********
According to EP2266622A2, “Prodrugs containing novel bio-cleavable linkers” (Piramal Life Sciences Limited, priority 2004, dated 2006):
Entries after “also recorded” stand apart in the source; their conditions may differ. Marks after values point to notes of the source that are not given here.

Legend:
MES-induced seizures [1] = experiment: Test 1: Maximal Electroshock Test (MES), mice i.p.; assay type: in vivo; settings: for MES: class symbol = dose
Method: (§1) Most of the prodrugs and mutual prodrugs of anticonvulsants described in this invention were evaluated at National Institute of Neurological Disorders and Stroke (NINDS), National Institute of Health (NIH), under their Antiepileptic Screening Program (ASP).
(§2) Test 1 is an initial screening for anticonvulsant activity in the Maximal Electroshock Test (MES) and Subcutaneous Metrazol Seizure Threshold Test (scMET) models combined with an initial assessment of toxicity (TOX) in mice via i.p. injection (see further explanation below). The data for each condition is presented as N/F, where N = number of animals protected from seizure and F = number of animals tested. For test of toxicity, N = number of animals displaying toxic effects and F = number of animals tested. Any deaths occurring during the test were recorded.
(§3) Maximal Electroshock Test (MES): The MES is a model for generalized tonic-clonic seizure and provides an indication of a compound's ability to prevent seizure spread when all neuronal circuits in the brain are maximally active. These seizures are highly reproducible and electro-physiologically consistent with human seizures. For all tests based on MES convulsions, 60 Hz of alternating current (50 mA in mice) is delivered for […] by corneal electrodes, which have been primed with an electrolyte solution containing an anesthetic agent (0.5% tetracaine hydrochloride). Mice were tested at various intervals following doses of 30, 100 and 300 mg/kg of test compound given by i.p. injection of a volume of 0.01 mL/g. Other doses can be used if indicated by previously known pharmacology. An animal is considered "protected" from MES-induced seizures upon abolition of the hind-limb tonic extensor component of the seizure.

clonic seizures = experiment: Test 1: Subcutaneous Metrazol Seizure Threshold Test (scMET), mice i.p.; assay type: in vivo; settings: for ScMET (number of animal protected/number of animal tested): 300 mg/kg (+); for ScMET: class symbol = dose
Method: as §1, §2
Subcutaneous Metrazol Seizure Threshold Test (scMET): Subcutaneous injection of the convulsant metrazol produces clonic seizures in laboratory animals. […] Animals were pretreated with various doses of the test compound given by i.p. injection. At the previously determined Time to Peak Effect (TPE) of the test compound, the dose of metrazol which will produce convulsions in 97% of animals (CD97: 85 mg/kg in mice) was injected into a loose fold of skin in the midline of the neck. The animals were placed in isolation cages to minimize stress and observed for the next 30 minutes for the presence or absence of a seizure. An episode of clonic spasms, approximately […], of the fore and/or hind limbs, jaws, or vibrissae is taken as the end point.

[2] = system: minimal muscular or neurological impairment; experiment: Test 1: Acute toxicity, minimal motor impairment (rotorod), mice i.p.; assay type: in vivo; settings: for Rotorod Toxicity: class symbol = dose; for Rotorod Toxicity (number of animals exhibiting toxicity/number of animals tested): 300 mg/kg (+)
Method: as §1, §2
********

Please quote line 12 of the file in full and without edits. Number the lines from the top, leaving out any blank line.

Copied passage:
Method: as §1, §2